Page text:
In 2015, Meleana Shim, a 24-year-old soccer player for the Portland Thorns, sent an email to her coach, Paul Riley. She wrote, “We both know that your interactions around me have been inappropriate and it has negatively affected me and my performance on the field. The power you have as my head coach plays a big role in our relationship and cannot be overlooked.”
Shortly after receiving Shim’s email, Riley began cutting her playing time in retaliation and encouraged her to delete incriminating text messages. Shim eventually reported Riley’s behavior to the NWSL. Their investigation failed to acknowledge that Riley committed any “unlawful act.” Although Riley was fired in response to accusations of “sexual coercions,” no one was notified of his actions. Riley’s coaching license was never suspended, and the NWSL’s inaction allowed Riley to remain eligible for other coaching opportunities. Players, staff and the public remained in the dark about Riley’s abuse of Shim, as well as his history of inappropriate behavior with other players under his leadership.
Riley is just one of several NWSL coaches whose participation in the widespread verbal, sexual and emotional abuse rampant in the NWSL went unaddressed. That is, until the players–with the support of their union–organized together to demand change. A year ago, after two coaches were fired for abusing their players, NWSL players organized a five game work stoppage that forced the NWSL to begin taking seriously their role in perpetuating a culture of abuse in women’s soccer.
As a result of players’ union organizing, a major investigation was completed and published on October 3, 2022 that revealed widespread abuse and coverups in the NWSL. The nearly 300 page report included screenshots of text messages, filed complaints and an examination of various coaches in the NWSL who have been accused of sexual misconduct. The report also makes clear that the abuse was well-known to NWSL executives, owners and coaches and that they did next to nothing to stop the abuse. Even in cases where coaches were fired for abuse, owners publicly praised them, and they found new coaching jobs.
The report also specifically details abuse by three coaches—Paul Riley, Rory Dames and Christy Holly—and the NWSL’s inaction in response to reports of their abuse. Each one of these coaches were accused of emotional and verbal abuse, including inappropriately talking to players about sex. Paul Riley, previously coach of North Carolina Courage, was accused of engaging in “grooming behavior” like sending late-night texts to players, inviting them to drink, flirting and touching them inappropriately. Dames, the former coach of the Chicago Red Stars, engaged in sexual relationships with players “multiple times.” Holly engaged in consistent sexual and romantic relationships with staff members, even sexually coercing a player by sending her sexually explicit images and messages, luring her into a meeting and touching her inappropriately.
The report found that the NWSL and the U.S. Soccer Federation not only bred an environment of sexist abuse but assisted in actively covering up allegations to protect profits, rather than addressing the abuse. When women did come forward, they were met with accusations that they were trying to “kill the league.” Teams frequently shared congratulatory press releases about coaches who were fired for misconduct, suggesting to the public that no harm was caused. It is clear that instead of making an active effort to address abuse, an active effort was made to hide allegations from other teams, the players and the public.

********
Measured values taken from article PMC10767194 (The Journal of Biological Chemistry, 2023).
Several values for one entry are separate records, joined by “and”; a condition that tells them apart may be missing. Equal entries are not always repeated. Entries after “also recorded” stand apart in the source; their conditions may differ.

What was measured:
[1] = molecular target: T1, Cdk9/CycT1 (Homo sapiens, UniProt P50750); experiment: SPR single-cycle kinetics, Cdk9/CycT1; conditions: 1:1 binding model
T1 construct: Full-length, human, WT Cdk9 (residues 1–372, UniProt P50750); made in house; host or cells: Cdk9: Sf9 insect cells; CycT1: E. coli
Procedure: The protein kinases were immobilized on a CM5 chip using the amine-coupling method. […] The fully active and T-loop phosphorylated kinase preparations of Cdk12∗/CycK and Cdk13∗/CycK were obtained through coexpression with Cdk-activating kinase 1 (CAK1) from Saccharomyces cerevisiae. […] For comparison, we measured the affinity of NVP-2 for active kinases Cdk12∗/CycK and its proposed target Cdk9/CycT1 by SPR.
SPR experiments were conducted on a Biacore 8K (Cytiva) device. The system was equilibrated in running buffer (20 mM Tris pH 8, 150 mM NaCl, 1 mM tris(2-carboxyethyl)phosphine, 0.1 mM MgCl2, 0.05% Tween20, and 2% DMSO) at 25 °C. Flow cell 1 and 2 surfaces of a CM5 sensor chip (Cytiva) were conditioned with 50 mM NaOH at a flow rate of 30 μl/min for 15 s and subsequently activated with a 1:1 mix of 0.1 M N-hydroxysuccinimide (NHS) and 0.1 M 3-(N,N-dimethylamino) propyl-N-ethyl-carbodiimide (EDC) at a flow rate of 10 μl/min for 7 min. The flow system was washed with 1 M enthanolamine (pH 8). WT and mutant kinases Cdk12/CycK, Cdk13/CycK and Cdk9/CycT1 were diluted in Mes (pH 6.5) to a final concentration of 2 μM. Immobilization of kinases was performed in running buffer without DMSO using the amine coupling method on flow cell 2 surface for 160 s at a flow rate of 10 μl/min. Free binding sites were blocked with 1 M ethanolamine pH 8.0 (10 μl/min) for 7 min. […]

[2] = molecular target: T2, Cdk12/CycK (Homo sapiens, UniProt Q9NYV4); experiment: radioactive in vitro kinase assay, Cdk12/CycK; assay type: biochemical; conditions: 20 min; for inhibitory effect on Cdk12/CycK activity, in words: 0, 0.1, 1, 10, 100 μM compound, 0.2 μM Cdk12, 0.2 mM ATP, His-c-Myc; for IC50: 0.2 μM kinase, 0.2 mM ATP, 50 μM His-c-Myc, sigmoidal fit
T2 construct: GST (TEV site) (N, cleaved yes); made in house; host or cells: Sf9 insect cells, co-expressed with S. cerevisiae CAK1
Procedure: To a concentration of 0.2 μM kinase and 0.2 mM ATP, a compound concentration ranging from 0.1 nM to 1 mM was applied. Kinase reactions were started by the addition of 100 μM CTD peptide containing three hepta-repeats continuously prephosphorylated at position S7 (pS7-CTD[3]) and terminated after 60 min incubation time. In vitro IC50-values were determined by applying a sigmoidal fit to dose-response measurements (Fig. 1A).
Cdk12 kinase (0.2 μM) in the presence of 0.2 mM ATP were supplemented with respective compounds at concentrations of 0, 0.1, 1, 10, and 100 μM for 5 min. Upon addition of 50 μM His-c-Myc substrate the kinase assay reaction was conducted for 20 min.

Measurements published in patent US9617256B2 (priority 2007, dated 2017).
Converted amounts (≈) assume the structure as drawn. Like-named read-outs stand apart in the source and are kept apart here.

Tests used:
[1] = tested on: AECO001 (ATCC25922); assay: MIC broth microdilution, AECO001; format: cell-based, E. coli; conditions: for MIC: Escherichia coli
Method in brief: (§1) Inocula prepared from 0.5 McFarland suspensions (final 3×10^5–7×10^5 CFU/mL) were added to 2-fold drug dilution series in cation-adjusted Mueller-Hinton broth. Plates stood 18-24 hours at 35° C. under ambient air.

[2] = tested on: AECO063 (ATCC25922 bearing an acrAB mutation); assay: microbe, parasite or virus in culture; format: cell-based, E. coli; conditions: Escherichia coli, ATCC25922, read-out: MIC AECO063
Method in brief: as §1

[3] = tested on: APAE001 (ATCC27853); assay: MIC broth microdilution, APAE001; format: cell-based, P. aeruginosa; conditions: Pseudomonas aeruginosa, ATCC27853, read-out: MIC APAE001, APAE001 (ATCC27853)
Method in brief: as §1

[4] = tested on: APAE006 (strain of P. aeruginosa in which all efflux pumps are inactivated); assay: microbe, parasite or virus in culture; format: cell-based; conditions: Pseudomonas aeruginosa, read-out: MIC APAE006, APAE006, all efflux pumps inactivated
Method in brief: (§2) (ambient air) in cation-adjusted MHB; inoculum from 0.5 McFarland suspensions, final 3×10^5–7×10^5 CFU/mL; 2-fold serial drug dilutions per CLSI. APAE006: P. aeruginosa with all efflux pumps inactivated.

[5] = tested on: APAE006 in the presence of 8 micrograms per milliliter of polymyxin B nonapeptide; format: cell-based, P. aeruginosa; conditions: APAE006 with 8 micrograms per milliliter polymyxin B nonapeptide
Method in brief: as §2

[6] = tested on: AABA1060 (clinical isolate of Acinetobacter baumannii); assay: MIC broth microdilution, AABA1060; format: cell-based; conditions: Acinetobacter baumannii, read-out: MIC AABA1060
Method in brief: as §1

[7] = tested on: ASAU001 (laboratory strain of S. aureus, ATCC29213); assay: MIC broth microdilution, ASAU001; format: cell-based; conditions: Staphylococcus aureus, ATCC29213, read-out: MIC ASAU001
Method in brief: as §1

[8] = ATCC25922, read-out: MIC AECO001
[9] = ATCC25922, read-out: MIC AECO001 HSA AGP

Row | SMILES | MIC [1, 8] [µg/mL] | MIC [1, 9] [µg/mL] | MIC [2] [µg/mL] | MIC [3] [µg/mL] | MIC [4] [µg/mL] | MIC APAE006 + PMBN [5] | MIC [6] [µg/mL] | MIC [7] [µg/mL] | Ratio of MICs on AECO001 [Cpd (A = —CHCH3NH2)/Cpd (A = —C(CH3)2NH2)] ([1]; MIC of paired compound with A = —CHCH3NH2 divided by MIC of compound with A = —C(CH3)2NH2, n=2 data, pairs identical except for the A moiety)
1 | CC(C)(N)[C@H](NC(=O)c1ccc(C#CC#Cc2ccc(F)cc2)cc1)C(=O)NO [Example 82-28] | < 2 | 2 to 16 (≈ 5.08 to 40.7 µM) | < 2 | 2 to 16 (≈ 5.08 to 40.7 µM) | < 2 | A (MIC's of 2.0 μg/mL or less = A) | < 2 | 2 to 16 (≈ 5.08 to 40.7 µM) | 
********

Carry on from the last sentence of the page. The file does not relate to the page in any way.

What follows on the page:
Mainstream reporting on this issue has fallen short. While many acknowledge the “culture of abuse” within the NWSL, they stop short of naming the root causes of the abuse. Under capitalism, the pursuit of profits reigns above all, and the exploitation of women—whether physically, economically or sexually—is rewarded.
Capitalist exploitation occurs across all sectors of society, including in professional sports; owners and executives turn a blind eye to relentless abuse, or participate directly in the abuse because maximizing profit is more important than protecting workers.
The presence of patriarchy in addition to capitalist exploitation creates dangerous and abusive positions for women workers. But women workers have always fought back against workplace abuse. Most recently the #MeToo movement—named in 2006 and popularized in 2017—exposed sexual harassment as a systemic workplace issue. In recent years, millions of people, predominantly women, came forward with stories about their experiences with violence, including those in the workplace. This movement raised mass consciousness among the working class about patriarchal violence and inspired changes in policy in workplaces across the U.S. Women, men, trans and nonbinary workers came together to share their experiences and solidarity with one another, committing to engage, together, in the struggle against patriarchal violence. NWSL players showed this same solidarity with one another when they came together to fight against the NWSL for unfair and sexist wages in their first ever collective bargaining agreement.
The future of the NWSL will be determined by women workers, who have shown their power and became a massive force in revealing the exploitative nature of the NWSL, by coming forward and sharing their stories despite the gross lack of protections and policies to support them. Women workers in every area of the country are engaging in these struggles within their workplace, against sexist violence and harassment, and for a better world.